Sneakers War

Published: 2021-08-10 11:00:07
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Marketing Management SNEAKER WARS 2007 Nike never lacks for boldness. The Beaverton sneaker goliath recently offered the German National Soccer Federation $778 million to sponsor its national soccer team for 10 years in an audacious move to rattle its German rival adidas and long-time sponsor of the German team. Nike’s new chief executive, Mark Parker, upped the boldness quotient again on Feb. 6, when he outlined an ambitious plan to grow revenues by $8 billion in five years.
In his first major initiative since inheriting the top spot (Chief Executive) in January, 2006, Parker explained to investors at Nike’s annual analyst conference how the company aims to grow to $23 billion in global revenue by 2011. The comprehensive long-term strategy calls for reshaping the management structure; redefining Nike’s relationship with its fast-changing, digitally driven consumer; and adding 100 new company stores worldwide in three years. “We’re fundamentally changing the way we organize the company,” Parker said. Nike is as hungry and as driven as we’ve ever been before and becoming more focused and more competitive. ” While analysts and investors applauded much of Nike’s new strategy, some questioned whether the company could actually do it. After all, revenues would need to rise 53% over five years, or average about 9% a year, to reach the target of $23 billion. It’s going to be challenging to achieve $8 billion in new sales without turning around slumping sales in Europe, Japan, and the U. S. basketball market — a crucial $3 billion to $3. billion market segment. “I think it’s going to be tough for them,” said John Shanley, financial analyst for Susquehanna Financial. “Basketball, for example, is shrinking in terms of sales. They have 96% of the market share in the $100 or more price point. How do you get high single-digit growth when you already have more than 96% of the market? ” Nike executives fell short in offering specific details to some of these questions and focused more on painting a broader picture of the new strategy.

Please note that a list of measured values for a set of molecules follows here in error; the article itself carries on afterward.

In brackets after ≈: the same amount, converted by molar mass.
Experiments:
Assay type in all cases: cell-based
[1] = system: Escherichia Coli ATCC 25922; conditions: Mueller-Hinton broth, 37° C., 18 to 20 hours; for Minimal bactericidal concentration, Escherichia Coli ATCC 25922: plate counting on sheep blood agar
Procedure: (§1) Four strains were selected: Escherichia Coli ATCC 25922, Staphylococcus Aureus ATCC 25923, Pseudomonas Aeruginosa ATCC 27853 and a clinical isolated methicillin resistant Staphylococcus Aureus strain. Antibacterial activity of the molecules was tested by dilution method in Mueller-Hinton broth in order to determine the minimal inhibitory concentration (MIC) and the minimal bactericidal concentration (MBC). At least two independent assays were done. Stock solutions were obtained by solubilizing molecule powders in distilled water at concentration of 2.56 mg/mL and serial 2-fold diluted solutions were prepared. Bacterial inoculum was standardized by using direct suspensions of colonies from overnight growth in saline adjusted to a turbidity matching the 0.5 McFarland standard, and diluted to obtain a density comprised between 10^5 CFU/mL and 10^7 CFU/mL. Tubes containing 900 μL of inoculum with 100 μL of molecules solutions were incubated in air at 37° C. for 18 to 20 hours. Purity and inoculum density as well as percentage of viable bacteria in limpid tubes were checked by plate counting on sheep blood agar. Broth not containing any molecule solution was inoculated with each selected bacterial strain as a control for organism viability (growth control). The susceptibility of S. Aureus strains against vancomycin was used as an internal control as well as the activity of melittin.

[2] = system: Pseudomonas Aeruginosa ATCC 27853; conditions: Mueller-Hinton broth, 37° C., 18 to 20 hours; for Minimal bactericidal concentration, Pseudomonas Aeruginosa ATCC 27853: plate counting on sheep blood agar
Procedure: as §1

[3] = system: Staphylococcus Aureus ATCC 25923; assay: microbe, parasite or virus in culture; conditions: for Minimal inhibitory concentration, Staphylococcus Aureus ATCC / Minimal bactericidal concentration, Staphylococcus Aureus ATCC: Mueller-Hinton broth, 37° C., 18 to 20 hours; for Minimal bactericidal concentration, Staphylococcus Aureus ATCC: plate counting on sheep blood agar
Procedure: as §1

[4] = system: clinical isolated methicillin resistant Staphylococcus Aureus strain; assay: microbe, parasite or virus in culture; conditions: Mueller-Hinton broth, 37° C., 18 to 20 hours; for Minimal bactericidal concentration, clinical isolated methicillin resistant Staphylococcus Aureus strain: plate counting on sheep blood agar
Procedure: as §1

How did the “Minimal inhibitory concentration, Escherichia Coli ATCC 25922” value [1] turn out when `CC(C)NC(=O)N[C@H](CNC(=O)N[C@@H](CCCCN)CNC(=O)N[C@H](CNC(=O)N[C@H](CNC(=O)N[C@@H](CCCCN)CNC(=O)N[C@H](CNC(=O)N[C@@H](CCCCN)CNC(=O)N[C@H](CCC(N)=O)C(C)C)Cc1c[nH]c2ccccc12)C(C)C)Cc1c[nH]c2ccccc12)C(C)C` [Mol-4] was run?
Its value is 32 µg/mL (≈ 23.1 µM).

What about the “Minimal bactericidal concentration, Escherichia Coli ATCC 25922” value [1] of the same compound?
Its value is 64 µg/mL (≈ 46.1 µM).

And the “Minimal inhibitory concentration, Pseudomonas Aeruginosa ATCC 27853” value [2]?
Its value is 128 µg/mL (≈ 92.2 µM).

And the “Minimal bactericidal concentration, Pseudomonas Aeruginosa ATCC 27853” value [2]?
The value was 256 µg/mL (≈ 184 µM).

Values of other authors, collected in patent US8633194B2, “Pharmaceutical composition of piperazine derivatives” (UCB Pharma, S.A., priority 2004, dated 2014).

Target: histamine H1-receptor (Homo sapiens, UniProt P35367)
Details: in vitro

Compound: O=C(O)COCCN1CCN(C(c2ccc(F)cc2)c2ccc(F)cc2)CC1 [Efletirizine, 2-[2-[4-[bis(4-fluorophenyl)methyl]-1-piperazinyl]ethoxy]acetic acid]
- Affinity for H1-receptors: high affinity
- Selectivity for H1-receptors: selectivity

They stressed a multi-pronged approach that includes reorganizing the Nike brand into six main athletic divisions — running, basketball, soccer, women’s fitness, men’s training, and sport culture — that are expected to generate 75% of the brand’s growth. The company had previously divided the brand into three segments: footwear, apparel, and equipment. Growth is also expected to come from emerging markets and potential acquisitions. But Nike Brand President Charlie Denson said the company can reach the $23 billion target without new acquisitions. As for new markets, China is expected to become Nike’s second biggest market behind the U.
S. , potentially chalking up $1 billion in sales. Nike is building a strategy for growth across China that will foster new connections with Chinese youth, a market share plan designed to reap benefits far beyond the Beijing Olympics next year, top executives said last week. By tapping into swelling consumerism, label consciousness and new social freedoms among China’s youth, Nike hopes to cement and expand its current position as the leading athletic footwear and apparel brand in the world’s most populous country, currently the company’s fourth-largest market.